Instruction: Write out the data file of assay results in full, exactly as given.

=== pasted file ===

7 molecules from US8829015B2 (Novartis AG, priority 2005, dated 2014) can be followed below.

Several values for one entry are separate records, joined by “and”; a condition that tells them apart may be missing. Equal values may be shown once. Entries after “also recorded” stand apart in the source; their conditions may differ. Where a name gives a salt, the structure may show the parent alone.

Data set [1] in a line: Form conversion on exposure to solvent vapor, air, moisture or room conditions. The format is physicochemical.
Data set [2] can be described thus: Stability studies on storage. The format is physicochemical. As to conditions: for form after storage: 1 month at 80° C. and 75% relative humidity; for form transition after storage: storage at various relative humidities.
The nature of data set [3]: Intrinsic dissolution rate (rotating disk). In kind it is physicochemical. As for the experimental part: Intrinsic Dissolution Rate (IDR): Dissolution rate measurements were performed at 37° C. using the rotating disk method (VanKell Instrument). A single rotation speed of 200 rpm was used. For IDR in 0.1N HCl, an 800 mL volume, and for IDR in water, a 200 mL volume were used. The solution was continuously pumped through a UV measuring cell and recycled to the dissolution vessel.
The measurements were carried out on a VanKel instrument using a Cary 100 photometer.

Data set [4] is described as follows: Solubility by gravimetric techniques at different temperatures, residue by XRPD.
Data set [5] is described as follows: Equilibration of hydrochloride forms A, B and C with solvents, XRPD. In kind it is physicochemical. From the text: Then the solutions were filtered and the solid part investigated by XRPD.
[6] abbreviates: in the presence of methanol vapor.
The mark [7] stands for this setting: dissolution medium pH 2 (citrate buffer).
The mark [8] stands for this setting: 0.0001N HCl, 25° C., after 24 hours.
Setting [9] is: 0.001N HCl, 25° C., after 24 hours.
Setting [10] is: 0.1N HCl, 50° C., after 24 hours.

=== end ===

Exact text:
7 molecules from US8829015B2 (Novartis AG, priority 2005, dated 2014) can be followed below.

Several values for one entry are separate records, joined by “and”; a condition that tells them apart may be missing. Equal values may be shown once. Entries after “also recorded” stand apart in the source; their conditions may differ. Where a name gives a salt, the structure may show the parent alone.

Data set [1] in a line: Form conversion on exposure to solvent vapor, air, moisture or room conditions. The format is physicochemical.
Data set [2] can be described thus: Stability studies on storage. The format is physicochemical. As to conditions: for form after storage: 1 month at 80° C. and 75% relative humidity; for form transition after storage: storage at various relative humidities.
The nature of data set [3]: Intrinsic dissolution rate (rotating disk). In kind it is physicochemical. As for the experimental part: Intrinsic Dissolution Rate (IDR): Dissolution rate measurements were performed at 37° C. using the rotating disk method (VanKell Instrument). A single rotation speed of 200 rpm was used. For IDR in 0.1N HCl, an 800 mL volume, and for IDR in water, a 200 mL volume were used. The solution was continuously pumped through a UV measuring cell and recycled to the dissolution vessel.
The measurements were carried out on a VanKel instrument using a Cary 100 photometer.

Data set [4] is described as follows: Solubility by gravimetric techniques at different temperatures, residue by XRPD.
Data set [5] is described as follows: Equilibration of hydrochloride forms A, B and C with solvents, XRPD. In kind it is physicochemical. From the text: Then the solutions were filtered and the solid part investigated by XRPD.
[6] abbreviates: in the presence of methanol vapor.
The mark [7] stands for this setting: dissolution medium pH 2 (citrate buffer).
The mark [8] stands for this setting: 0.0001N HCl, 25° C., after 24 hours.
Setting [9] is: 0.001N HCl, 25° C., after 24 hours.
Setting [10] is: 0.1N HCl, 50° C., after 24 hours.